Alone Together

As the pandemic ravages societies and social distancing measures continue with no end in sight, the online arena is more alive than it has ever been before. With many people staying at home to curb the spread of the virus they are spending more of their lives online. As a result, online-based businesses like entertainment websites and streaming services have seen a spike in traffic. The most staggering increase, however, has been in the use of social media platforms. Screen time and active engagement for social media platforms such as Facebook, Twitter and Instagram have skyrocketed.

Human beings are social creatures. We need the companionship of others to thrive in life, and the strength of our connections has a huge impact on our mental health and happiness. In today’s world, however, many of us rely on social media platforms to connect. While easy connection and accessibility have been modern blessings, we are now beginning to see its dark sides. Ironically for a technology that’s designed to bring people closer together, spending too much time engaging with social media can actually make you feel lonelier and more isolated as well as exacerbate mental health problems such as anxiety and depression.

While many of us enjoy staying connected on social media, excessive use can fuel feelings of anxiety, depression, isolation, and “Fear Of Missing Out” (FOMO). While FOMO has been around far longer than social media, sites such as Facebook and Instagram seem to intensify feelings that others are having more fun or living better lives than you are. The idea that you’re missing out on certain things can impact your self-esteem, trigger anxiety, and fuel even greater social media use. FOMO can compel you to pick up your phone every few minutes to check for updates, or compulsively respond to each and every alert even if that means taking risks while you\’re driving, missing out on sleep at night, or prioritizing social media interaction over real-world relationships.

In addition, excessive social media use can create a negative, self-perpetuating cycle: When you feel lonely, depressed, anxious, or stressed, you use social media more often as a way to relieve boredom or feel connected to others. Using social media more often, though, increases FOMO and feelings of inadequacy, dissatisfaction, and isolation. In turn, these feelings negatively affect your mood and worsen symptoms of depression, anxiety, and stress. These worsening symptoms cause you to use social media even more, and so the downward spiral continues.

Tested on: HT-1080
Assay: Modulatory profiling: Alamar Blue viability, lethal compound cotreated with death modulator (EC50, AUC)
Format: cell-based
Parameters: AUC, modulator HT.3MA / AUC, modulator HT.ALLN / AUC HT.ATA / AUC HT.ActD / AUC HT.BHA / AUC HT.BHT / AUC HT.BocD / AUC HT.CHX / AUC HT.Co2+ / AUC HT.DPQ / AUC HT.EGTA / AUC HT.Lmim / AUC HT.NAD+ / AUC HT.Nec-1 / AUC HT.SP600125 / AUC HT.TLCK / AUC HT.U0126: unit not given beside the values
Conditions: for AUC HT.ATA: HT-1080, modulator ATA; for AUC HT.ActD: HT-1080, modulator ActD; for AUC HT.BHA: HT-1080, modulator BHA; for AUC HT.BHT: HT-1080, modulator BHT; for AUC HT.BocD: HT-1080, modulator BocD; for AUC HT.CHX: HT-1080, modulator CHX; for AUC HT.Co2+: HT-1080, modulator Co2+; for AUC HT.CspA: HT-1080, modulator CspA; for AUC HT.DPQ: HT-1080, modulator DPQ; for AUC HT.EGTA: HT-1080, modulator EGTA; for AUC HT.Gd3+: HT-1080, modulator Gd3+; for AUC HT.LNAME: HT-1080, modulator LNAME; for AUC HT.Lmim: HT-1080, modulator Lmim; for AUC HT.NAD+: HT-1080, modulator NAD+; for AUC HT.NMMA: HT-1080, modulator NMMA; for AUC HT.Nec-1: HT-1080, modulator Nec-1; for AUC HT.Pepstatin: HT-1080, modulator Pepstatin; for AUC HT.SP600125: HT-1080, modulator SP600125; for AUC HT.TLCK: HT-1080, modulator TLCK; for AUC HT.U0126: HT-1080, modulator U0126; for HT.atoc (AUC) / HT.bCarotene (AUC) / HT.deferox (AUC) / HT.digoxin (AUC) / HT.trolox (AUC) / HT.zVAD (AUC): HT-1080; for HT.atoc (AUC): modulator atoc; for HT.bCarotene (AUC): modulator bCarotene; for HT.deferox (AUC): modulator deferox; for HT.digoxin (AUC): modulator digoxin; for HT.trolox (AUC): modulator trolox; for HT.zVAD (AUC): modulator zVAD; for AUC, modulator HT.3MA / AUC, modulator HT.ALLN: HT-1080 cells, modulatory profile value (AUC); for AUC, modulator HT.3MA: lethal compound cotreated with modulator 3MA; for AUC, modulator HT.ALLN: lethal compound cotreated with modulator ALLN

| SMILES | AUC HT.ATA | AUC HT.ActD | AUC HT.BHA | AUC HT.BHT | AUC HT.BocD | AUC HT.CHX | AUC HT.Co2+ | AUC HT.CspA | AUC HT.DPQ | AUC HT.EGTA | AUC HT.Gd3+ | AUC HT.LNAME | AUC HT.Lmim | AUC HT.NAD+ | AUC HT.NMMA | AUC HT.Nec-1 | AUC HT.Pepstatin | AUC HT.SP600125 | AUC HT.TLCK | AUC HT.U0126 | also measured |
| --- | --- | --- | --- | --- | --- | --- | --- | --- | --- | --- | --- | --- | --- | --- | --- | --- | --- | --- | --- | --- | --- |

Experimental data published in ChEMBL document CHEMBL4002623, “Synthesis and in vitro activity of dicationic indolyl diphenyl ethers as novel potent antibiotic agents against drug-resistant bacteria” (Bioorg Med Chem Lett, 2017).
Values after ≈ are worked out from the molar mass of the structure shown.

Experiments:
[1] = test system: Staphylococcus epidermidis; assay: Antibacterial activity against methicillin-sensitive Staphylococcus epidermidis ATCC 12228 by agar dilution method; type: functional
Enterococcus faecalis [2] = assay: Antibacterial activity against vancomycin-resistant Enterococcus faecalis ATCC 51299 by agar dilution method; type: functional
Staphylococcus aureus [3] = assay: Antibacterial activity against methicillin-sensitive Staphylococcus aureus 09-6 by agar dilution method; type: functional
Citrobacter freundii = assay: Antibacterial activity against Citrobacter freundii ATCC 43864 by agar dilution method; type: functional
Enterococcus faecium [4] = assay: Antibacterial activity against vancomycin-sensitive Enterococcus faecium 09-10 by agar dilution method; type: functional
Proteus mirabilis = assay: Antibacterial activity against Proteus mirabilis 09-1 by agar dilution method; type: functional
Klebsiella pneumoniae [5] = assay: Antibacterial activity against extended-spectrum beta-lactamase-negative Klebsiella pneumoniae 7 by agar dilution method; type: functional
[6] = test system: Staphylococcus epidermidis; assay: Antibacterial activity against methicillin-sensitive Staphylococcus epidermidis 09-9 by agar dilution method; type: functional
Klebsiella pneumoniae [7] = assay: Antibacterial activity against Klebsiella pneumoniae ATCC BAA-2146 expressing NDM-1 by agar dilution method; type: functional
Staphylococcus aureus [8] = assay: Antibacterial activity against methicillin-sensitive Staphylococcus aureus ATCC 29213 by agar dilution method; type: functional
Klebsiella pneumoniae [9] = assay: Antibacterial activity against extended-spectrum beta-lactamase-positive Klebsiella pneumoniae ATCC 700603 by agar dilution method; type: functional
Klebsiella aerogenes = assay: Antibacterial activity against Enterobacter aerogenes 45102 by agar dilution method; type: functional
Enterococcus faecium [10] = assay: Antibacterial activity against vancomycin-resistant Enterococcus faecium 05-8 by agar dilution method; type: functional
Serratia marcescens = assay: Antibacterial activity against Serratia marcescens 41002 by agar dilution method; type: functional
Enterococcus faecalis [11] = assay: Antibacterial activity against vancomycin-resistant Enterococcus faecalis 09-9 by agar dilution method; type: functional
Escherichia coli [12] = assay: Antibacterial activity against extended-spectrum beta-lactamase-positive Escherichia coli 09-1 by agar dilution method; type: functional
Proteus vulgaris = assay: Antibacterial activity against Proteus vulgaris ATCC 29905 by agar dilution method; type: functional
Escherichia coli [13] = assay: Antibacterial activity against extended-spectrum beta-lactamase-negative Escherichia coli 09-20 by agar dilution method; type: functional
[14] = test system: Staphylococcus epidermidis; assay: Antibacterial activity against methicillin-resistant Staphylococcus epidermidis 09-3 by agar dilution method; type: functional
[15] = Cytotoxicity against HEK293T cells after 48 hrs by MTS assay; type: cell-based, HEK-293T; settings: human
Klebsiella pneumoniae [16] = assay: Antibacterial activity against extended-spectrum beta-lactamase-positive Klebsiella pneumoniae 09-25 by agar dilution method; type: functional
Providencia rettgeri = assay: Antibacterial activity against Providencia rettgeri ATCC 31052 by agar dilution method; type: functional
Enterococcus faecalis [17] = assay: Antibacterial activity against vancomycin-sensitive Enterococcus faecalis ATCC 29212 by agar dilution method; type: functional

If you\’re spending an excessive amount of time on social media and feelings of sadness, dissatisfaction, frustration, or loneliness are impacting your life, it may be time to re-examine your online habits and find a healthier balance. According to recent statistics, the average Internet user spends about six hours online and this figure is rising in the midst of social distancing measures. While the situation in Ethiopia may not be so dire the same problems are beginning to raise profound societal and mental health concerns, especially among the youth. Various research findings suggest that the ways people are using social media may have more of an impact on their mental health and wellbeing than just the frequency and duration of their use.

Much like a gambling compulsion or an addiction to substances, social media use can create psychological cravings. When you receive a “like”, a “share”,” or a favorable reaction to a post, it can trigger the release of dopamine in the brain. This feature is intentionally designed into such platforms to hook our attention in order to display Ads. Sharing endless selfies and all your innermost thoughts on social media can also create unhealthy self-centeredness and distance you from real-life connections. This kind of self-absorption creates an unhealthy self-image and induces us to spend more time online.

The most impactful and long-term negative effect is the erosion of genuine relationships and decreased self-awareness. Many of us use social media as a “security blanket”. Whenever we’re in a social situation and feel anxious, awkward, or lonely, we turn to our phones and log on to social media. This gives no time for self-reflection. Every spare moment is filled by engaging with social media, leaving us little or no time for reflecting on who we are, what we think, why we act the way we do, or why we do the things that allow us to grow as a person.

The next obvious question is how does one reduce and modify social media use? As trivial as it sounds the most effective thing to do is to reduce time online. A prominent study found that decreasing social media use to 30 minutes a day resulted in a significant reduction in levels of anxiety, depression, loneliness, sleep problems, and FOMO. This can be achieved by turning off your phone at certain times of the day, disabling social media notifications or using apps that track and limit time spent online.

The other solution is to change the focus. Many of us access social media purely out of habit or to mindlessly kill moments of downtime. But by focusing on your motivation for logging in you can tackle the root of the problem, only engaging in our desired task and avoiding spiraling down the rabbit hole. The most useful tool in this regard is to build digital awareness. We need to be mindful of the content we find and how we react to it in order to gain most out of the online experience with none of the downsides.

Written by: Hileleule Getachew